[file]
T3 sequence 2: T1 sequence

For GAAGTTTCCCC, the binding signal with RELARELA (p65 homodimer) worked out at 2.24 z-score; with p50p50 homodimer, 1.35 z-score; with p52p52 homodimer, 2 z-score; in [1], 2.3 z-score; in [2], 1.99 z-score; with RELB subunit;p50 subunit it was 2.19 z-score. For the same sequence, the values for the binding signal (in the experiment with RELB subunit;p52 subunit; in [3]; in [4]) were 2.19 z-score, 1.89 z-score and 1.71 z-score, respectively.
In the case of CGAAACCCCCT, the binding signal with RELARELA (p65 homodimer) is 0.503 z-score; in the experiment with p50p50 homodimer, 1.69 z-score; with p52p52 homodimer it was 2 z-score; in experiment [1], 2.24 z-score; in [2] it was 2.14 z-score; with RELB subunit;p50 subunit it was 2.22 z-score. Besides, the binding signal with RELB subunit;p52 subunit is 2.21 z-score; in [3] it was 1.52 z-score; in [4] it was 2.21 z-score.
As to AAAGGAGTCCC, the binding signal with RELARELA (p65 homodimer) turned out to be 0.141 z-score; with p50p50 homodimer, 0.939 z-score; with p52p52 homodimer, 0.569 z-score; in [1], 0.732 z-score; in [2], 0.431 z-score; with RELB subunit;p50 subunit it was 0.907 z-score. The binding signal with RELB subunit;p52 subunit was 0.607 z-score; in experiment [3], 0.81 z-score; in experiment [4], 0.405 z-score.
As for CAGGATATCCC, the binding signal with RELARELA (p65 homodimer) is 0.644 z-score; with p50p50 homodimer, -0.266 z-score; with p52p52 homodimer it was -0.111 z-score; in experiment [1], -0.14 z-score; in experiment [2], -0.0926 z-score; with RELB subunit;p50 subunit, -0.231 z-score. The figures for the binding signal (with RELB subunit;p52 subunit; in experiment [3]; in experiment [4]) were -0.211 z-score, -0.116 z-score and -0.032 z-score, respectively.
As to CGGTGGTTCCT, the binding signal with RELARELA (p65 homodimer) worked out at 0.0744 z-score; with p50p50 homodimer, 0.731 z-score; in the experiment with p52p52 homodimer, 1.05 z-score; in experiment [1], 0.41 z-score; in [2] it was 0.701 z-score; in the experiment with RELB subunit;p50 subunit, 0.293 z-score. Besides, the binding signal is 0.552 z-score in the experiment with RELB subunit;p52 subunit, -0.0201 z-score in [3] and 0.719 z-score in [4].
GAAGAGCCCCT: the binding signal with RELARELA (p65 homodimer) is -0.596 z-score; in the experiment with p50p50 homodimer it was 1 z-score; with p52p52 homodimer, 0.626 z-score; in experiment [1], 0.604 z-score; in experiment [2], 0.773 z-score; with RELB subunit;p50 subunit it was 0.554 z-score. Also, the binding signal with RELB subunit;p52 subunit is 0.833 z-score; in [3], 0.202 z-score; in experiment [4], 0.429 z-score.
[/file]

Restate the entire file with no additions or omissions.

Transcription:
T3 sequence 2: T1 sequence

For GAAGTTTCCCC, the binding signal with RELARELA (p65 homodimer) worked out at 2.24 z-score; with p50p50 homodimer, 1.35 z-score; with p52p52 homodimer, 2 z-score; in [1], 2.3 z-score; in [2], 1.99 z-score; with RELB subunit;p50 subunit it was 2.19 z-score. For the same sequence, the values for the binding signal (in the experiment with RELB subunit;p52 subunit; in [3]; in [4]) were 2.19 z-score, 1.89 z-score and 1.71 z-score, respectively.
In the case of CGAAACCCCCT, the binding signal with RELARELA (p65 homodimer) is 0.503 z-score; in the experiment with p50p50 homodimer, 1.69 z-score; with p52p52 homodimer it was 2 z-score; in experiment [1], 2.24 z-score; in [2] it was 2.14 z-score; with RELB subunit;p50 subunit it was 2.22 z-score. Besides, the binding signal with RELB subunit;p52 subunit is 2.21 z-score; in [3] it was 1.52 z-score; in [4] it was 2.21 z-score.
As to AAAGGAGTCCC, the binding signal with RELARELA (p65 homodimer) turned out to be 0.141 z-score; with p50p50 homodimer, 0.939 z-score; with p52p52 homodimer, 0.569 z-score; in [1], 0.732 z-score; in [2], 0.431 z-score; with RELB subunit;p50 subunit it was 0.907 z-score. The binding signal with RELB subunit;p52 subunit was 0.607 z-score; in experiment [3], 0.81 z-score; in experiment [4], 0.405 z-score.
As for CAGGATATCCC, the binding signal with RELARELA (p65 homodimer) is 0.644 z-score; with p50p50 homodimer, -0.266 z-score; with p52p52 homodimer it was -0.111 z-score; in experiment [1], -0.14 z-score; in experiment [2], -0.0926 z-score; with RELB subunit;p50 subunit, -0.231 z-score. The figures for the binding signal (with RELB subunit;p52 subunit; in experiment [3]; in experiment [4]) were -0.211 z-score, -0.116 z-score and -0.032 z-score, respectively.
As to CGGTGGTTCCT, the binding signal with RELARELA (p65 homodimer) worked out at 0.0744 z-score; with p50p50 homodimer, 0.731 z-score; in the experiment with p52p52 homodimer, 1.05 z-score; in experiment [1], 0.41 z-score; in [2] it was 0.701 z-score; in the experiment with RELB subunit;p50 subunit, 0.293 z-score. Besides, the binding signal is 0.552 z-score in the experiment with RELB subunit;p52 subunit, -0.0201 z-score in [3] and 0.719 z-score in [4].
GAAGAGCCCCT: the binding signal with RELARELA (p65 homodimer) is -0.596 z-score; in the experiment with p50p50 homodimer it was 1 z-score; with p52p52 homodimer, 0.626 z-score; in experiment [1], 0.604 z-score; in experiment [2], 0.773 z-score; with RELB subunit;p50 subunit it was 0.554 z-score. Also, the binding signal with RELB subunit;p52 subunit is 0.833 z-score; in [3], 0.202 z-score; in experiment [4], 0.429 z-score.